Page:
Although every outbreak will be different as a result of evolution of the etiological agent, changes in social behavior, timing, and the ecological and geographical context in which the outbreak starts, many epidemic parameters (most famously *R*_{0}), are reasonably conserved across outbreaks of the same disease. Here, I treat the removal rate γ as a control parameter because it is crucially related to interventions, and estimate β, which is assumed to depend on uncontrollable aspects of the outbreak. The variable β, which is the individual rate of infectious contacts [22], is related to the transmission rate (β_{0}) by the equation β = β_{0}*N,* where *N* is total population size or density in the standard theory (e.g., [5]). This quantity is related to the basic reproductive ratio *R*_{0} by the equation:

Where removal results from recovery of the diseased individual, we can estimate γ from the duration of the incubation (τ_{1}), latent (τ_{2}), and infectious (τ_{3}) periods with the equation γ = (τ_{1}+τ_{2}+τ_{3})^{−1}
. Estimates of *R*_{0} have been obtained for numerous directly transmitted diseases [5]. Assuming these estimates are based on the natural course of the disease (i.e., without direct intervention), we can rearrange this equation and substitute for γ to obtain an estimate of β:

Given that reported values for these variables vary somewhat, we put an upper bound on β by choosing the highest reported value of *R*_{0} and the lowest reported values for the different τs, whereas a lower bound is obtained from the lowest reported value of *R*_{0} and the highest reported values for the different τs. As a central estimate, I used the center of the reported interval for each variable. Estimates of the ranges of these quantities for several directly transmitted diseases were compiled by Anderson and May ([5], Tables 3.1 and 4.1). Using these values, I used equation 4 to estimate plausible ranges of β for nine directly transmitted diseases (Table 1).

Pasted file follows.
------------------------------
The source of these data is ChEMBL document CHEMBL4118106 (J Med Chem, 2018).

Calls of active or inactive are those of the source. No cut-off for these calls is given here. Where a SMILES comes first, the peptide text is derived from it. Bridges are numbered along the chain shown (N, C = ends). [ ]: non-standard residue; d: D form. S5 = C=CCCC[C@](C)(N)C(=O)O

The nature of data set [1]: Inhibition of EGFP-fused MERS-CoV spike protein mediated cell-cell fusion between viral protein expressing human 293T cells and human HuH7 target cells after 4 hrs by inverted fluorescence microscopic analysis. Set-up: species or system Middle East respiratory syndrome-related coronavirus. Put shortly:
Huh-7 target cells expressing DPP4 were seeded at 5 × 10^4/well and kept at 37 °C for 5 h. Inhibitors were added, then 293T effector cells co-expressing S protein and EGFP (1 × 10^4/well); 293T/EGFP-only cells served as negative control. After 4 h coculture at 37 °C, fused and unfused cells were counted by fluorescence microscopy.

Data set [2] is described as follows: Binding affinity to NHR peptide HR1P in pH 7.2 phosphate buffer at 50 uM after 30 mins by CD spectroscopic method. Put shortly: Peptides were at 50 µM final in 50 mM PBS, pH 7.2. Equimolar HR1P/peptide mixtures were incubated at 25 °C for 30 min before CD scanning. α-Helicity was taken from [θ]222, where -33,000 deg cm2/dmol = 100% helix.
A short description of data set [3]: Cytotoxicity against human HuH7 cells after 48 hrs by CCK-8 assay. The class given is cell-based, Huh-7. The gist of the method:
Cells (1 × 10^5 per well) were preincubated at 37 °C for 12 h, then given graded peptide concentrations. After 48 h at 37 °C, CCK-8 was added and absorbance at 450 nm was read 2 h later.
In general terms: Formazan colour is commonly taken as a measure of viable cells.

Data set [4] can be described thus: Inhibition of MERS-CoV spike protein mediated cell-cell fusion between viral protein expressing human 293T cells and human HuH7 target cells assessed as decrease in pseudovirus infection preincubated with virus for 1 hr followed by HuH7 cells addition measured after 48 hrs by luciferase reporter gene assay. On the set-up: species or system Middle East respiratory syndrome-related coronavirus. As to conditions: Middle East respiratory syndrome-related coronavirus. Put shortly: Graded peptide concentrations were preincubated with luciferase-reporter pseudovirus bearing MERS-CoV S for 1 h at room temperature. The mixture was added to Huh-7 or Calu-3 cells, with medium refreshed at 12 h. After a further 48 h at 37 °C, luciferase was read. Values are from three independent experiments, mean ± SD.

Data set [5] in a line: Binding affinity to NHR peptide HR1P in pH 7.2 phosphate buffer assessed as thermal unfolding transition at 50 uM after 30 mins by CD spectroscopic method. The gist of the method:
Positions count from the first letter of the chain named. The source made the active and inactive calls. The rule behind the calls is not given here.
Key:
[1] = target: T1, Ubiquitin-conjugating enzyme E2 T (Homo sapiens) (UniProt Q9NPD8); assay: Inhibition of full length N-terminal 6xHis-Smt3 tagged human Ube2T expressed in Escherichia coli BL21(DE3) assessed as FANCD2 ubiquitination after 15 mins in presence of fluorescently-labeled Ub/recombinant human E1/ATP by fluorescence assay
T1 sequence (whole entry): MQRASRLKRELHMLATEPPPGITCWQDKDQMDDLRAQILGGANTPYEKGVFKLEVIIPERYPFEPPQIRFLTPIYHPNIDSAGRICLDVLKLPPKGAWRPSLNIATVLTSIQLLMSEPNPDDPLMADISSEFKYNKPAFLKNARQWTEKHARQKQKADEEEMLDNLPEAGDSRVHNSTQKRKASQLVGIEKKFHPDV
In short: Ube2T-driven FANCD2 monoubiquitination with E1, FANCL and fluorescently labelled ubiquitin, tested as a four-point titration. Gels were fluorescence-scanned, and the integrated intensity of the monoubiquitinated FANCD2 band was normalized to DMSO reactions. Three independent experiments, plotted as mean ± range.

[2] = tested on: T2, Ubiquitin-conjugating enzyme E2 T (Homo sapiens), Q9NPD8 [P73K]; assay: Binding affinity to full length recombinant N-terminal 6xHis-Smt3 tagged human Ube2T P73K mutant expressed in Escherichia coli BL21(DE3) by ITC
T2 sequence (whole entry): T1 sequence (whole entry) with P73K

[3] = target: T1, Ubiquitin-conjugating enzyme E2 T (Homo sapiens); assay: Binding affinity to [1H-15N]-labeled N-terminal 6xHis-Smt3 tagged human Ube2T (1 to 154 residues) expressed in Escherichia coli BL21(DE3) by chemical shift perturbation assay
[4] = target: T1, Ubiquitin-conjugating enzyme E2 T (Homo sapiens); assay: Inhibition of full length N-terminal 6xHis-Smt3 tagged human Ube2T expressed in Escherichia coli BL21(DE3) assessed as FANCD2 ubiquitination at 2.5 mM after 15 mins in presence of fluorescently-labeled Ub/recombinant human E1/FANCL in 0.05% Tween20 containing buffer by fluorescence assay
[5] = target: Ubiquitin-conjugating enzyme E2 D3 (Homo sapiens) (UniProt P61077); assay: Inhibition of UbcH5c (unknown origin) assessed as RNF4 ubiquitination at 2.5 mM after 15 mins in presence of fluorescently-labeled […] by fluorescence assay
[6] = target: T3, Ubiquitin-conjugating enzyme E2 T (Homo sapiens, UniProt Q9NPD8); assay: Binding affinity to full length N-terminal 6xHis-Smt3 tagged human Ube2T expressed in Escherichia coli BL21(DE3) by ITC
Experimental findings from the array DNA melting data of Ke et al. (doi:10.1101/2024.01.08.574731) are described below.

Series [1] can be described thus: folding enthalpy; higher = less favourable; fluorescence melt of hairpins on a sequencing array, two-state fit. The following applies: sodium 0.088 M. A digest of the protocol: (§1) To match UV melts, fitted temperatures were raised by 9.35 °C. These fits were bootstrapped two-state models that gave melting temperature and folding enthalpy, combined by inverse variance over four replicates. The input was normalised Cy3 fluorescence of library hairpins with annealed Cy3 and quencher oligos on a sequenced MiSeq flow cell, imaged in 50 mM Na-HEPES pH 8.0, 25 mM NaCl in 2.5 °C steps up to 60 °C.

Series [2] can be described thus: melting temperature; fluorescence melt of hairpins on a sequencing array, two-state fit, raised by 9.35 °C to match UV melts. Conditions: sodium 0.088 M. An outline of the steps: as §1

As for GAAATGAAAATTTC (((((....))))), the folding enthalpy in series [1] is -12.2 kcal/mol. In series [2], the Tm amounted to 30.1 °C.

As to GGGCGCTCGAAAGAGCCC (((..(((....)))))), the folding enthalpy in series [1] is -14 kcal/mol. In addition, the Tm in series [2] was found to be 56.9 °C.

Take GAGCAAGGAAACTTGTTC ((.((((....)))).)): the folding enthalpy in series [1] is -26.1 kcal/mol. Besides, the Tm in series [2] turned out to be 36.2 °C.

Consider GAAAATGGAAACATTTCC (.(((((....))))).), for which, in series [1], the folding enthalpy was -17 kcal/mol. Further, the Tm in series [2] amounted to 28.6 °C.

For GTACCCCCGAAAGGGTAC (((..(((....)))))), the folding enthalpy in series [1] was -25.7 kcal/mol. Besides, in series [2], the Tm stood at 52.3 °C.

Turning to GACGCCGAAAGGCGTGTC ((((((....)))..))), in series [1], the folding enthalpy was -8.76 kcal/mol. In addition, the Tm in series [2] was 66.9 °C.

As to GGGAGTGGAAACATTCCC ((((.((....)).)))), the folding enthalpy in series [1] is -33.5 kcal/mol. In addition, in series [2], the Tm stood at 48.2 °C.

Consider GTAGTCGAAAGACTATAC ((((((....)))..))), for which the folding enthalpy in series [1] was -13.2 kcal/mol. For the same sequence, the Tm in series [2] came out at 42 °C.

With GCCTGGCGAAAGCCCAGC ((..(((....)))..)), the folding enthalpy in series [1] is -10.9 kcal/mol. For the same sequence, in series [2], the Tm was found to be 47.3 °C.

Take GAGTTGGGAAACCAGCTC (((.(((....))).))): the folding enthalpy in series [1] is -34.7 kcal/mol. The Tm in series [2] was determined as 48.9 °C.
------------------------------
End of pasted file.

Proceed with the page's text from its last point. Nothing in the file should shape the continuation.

I also considered the delayed-onset intervention model wherein initially β > γ (the supercritical case in which epidemic occurs with high probability), but after a time *t**−*t*_{0} intervention increases the removal rate γ so β < γ (the subcritical case in which the outbreak is brought under control). This model is a more realistic representation of many emerging outbreaks (e.g., SARS, Foot-and-Mouth disease, and Marburg virus). The solution to the simple stochastic epidemic with delayed-onset intervention can be obtained using generating functions for the probability distribution of the size of the outbreak [10]. The variance of the final outbreak size is in terms of a multiple integral, which was evaluated numerically (see Text S1). As an example, I studied two situations with contrasting initial values for *R*_{0}. First, I studied the situation with β = 0.5 and γ_{1} = 0.25 (*R*_{0} = 2). Second, I studied the situation with β = 0.5 and γ_{1} = 0.45 (*R*_{0} ≈ 1.1). In both cases, γ_{2} (the removal rate after intervention) was one, so that post-intervention reproductive ratio was 0.5.

### Results

The ratio γ/β, the rate of removal compared with the rate of infection, represents the relative effectiveness of interventions. In the simple stochastic epidemic, the relative effectiveness of intervention is always greater than one because we assume that the outbreak is eventually controlled, i.e., the assumption β < γ above. Figure 1 confirms the intuition that final outbreak size declines as the relative effectiveness of intervention is increased. The CV in the final outbreak size, our measure of the imprecision with which the final outbreak size is forecasted, also declines with control effectiveness. As a benchmark, a forecast might be deemed reliable (in principle) where the CV is less than one, which occurs for . Figures 2 and 3 show plots of the final outbreak size and the CV over the interval of estimated βs for each of nine directly transmitted diseases. It is important to underscore that the intervals in Figures 2 and 3 represent uncertainty about the value of the parameter β, not variation from stochastic fluctuations. Further understanding of these diseases might allow us to reduce this source of uncertainty by obtaining more precise estimates. In contrast, the CV in Figure 3 represents the range of final outbreak sizes that can result from the stochastic infection process for a fixed set of parameters. In principle, no amount of detailed information about transmission or other ensemble epidemic parameters can reduce this uncertainty.